Japanese fans are calling Gareth Edwards' Godzilla an 'American fatty'

A Godzilla statue at an art exhibit in Tokyo, May 2, 2014.</p>

A Godzilla statue at an art exhibit in Tokyo, May 2, 2014.

Hey America, your Godzilla is so fat ... it, it, it takes up the whole screen!

Your Godzilla is so fat, he's the most famous monster cuz he ate all the other monsters!

Your Godzilla is so fat, he had to come to America cuz he couldn't fit in Japan anymore!

Now you try. All of Japan is.

When the trailer for Gareth Edwards' "Godzilla" hit Japan this week, the reaction was decidedly sizist.

The giant and terrifying monster at the center of Ishiro Honda's classic film has apparently become a little too giant and not enough monster for the Japanese public's tastes.

The original monster looks like a reptile that stands upright and has a long tail with a row of serrated fins along its back.

The one in Edwards' adaptation, by contrast, is “fat from the neck downwards and massive at the bottom,” as one longtime Godzilla aficionado, who was "taken aback," told AFP

Japanese fans across the board are mocking the new Godzilla as an "American fatty."

The Hollywood Reporter chronicled some snarky online reactions:

"He's couch potato Godzilla;" "It's got no neck;" "He Supersized;" and "Marshmallow-Godzilla?" were just a few of the reactions from fans.

Some were less harsh about the new Godzilla, but still unimpressed: "It's chubby and cute," wrote one.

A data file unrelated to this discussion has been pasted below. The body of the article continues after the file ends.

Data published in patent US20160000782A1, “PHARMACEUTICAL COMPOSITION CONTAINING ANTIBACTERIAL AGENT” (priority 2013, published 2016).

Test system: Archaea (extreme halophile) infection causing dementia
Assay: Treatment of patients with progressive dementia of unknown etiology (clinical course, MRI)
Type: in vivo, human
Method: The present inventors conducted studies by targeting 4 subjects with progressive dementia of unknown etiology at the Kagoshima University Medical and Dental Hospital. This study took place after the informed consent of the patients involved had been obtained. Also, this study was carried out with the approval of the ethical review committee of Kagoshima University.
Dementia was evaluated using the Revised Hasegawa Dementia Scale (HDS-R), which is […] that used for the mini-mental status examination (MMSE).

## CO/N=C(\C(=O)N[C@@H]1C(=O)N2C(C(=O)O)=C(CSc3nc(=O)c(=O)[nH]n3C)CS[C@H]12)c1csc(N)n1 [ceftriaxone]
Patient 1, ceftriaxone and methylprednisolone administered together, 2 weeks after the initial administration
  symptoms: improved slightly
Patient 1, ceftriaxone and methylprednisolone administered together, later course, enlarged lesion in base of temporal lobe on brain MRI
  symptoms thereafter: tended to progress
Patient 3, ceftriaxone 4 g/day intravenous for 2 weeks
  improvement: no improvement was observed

"It looks like a seal," said another.

Godzilla celebrates his 60th birthday this year, since Honda made the his first of 28 films starring the monster in 1954. Perhaps some of his changes have come from age.

Japan Today:

“I’m not surprised. A spare tire is expected in middle age.”

“Gee, even Godzilla has metabolic syndrome these days …”

In Japan, the slimmest industrialized nation, metabolic syndrome is a major concern.

Known simply as “metabo,” the syndrome carries a combination of health risks, including stomach flab, high blood pressure and high cholesterol, which can lead to cardiovascular disease and diabetes.

In response, Japanese lawmakers several years ago set a maximum waistline size for anyone age 40 and older: 33.5 inches for men, 35.4 inches for women.

Does Godzilla break the law? 

You be the judge. Here's the trailer that's been playing in Asia:

"Godzilla" opens in the US on May 16. Japan will have to wait until July 25.

Because that's what happens when you say not nice things on the internet.